Perhaps it was a way for me to cope with a game that was graphically (if you can believe it) and mechanically interesting to me, but didn’t pay off in ways that were similarly interesting. I played the other Sim games how I liked, making whatever type of world I wanted, and so I applied the same ethic to SimCopter. Instead of chauffeuring politicians and responding to the hapless cries of Sims, I explored the architecture of the buildings, saw what would happen if I flew as far away from the town as possible, explored the streets by foot, and well, if the mood struck, occasionally lent a hand. Again, I took on the position of an unpredictably benevolent god to a miniature, encapsulated world.
The idea of an encapsulated miniature was probably most significantly manifested in the Cabinets of Curiosities of the 16th and 17th centuries. The desire to collect, classify, and connect these specimens of a graspable and rationally organized world came primarily from the massive shock to Europe that was the age of exploration. Their reality was no longer easily ordered and explained due to an overabundance of new discoveries and scientific advances that flew in the face of classical and religious hierarchies. What is often interpreted as the beginning of the museum, a noble undertaking to understand and objectively document the world, was far from that. It was essentially a collection of personal reassurances, that the world could still be easily grasped and controlled. Now, faced with the irregularity and unpredictability of the world at large, we can turn to the reliable algorithms and statistics of sandbox games, exploring, but always within safety. As a kid struggling with fairly intense social anxiety, the feel of these sandbox game spaces, while occasionally alternately frustrating and rewarding, were always a safe space allowing for experimentation and control that I didn’t feel like I could have in my social life.
Of course, no discussion of SimCopter would be complete without mentioning the planted RTMark bug by designer Jaques Servin. While little exists on the internet documenting the “bug” in action, my 10 year old self can claim eyewitness knowledge of it. In a response both to poor working conditions, and the overtly macho/conservative/heterosexual narrative put forth by SimCopter itself, Servin (receiving a decent commission from the prank-art group RTMark) inserted a rare event in which men with speedos and flashing, fog-light nipples would appear instead of the usual Sim “babes,” and would make similar kissy noises when they were near the player character. At the time, I was totally naïve to any sexuality outside of the vanilla married couple, and so only found it entertaining the one or two times naked men with flashing nipples came over and gave me a kiss. It’s hard to imagine that this subversion could truly irritate a player, but as Maxis quickly recalled games with the bug, fired Servin, and apparently changed the game to prevent future appearances of the “him-bos,” the possibility clearly was seen as a threat to Maxis’ reputation.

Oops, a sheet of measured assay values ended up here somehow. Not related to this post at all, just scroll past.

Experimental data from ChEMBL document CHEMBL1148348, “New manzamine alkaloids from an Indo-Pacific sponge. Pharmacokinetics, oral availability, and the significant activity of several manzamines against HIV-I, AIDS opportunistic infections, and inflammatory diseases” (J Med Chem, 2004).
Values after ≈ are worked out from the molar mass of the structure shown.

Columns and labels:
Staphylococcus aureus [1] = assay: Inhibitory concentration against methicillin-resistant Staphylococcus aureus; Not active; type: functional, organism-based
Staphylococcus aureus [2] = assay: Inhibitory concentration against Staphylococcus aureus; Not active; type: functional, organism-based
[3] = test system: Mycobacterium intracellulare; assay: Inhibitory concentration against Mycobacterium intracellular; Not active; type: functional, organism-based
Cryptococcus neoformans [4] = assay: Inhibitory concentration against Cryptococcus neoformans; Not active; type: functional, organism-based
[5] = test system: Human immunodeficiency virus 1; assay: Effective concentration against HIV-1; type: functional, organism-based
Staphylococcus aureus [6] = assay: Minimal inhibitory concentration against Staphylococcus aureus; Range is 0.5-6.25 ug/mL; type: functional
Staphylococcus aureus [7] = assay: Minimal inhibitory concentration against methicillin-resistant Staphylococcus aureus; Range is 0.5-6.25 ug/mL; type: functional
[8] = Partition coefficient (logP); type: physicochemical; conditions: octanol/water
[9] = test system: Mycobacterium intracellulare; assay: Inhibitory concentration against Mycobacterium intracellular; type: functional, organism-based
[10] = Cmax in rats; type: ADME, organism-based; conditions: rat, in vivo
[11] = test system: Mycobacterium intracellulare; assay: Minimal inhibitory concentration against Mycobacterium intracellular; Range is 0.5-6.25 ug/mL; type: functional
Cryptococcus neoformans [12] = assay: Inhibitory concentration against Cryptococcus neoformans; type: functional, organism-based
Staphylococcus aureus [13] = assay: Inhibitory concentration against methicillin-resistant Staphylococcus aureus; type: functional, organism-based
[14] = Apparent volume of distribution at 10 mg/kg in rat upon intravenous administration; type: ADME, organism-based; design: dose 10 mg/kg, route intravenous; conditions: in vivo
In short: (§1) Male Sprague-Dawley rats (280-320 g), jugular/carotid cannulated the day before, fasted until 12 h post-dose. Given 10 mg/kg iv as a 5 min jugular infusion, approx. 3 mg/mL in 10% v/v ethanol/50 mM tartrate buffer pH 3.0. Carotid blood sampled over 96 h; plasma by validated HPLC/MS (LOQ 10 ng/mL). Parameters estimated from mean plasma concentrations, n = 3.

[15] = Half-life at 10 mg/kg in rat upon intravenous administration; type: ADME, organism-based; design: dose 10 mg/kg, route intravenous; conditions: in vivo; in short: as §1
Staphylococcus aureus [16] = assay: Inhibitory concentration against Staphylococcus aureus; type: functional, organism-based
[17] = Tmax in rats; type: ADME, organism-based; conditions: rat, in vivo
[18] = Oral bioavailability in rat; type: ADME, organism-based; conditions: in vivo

I misplaced my original copy of SimCopter a while ago, and even though I’ve bought myself a replacement, I don’t know how to tell if it’s one of the original copies, and I don’t have the hours to spend attempting to lure out the men with the fog-light nipples… as much as I’d like to. Still, my time in the chopper sticks with me. Even now, when I pick up a game in my twenties, I don’t consider myself a goal-oriented player. I like taking the scenic route, seeing how much I can explore and push at the game’s structure before getting on with the main quest. I’m the kind of person who loses interest in a game when only the final battle remains, rather than getting pumped up. To be fair, I’ve become much more goal-oriented than I was as a kid but I still find pleasure in dawdling, refusing what the game wants me to do. A lot has been said about how video games are a collaborative art, in which the designers and players are “co-creators.” With a lot of games, I don’t buy this. It seems idealistic and like the typical tech-utopianism that surrounded early internet art and multimedia installations. But when there’s space for ignoring the goals and implicit narrative set forth, even if I have to carve it out myself by playing unconventionally, then I start to believe I might be writing a story of my own, using someone else’s pens and paper.
Related: Into the Black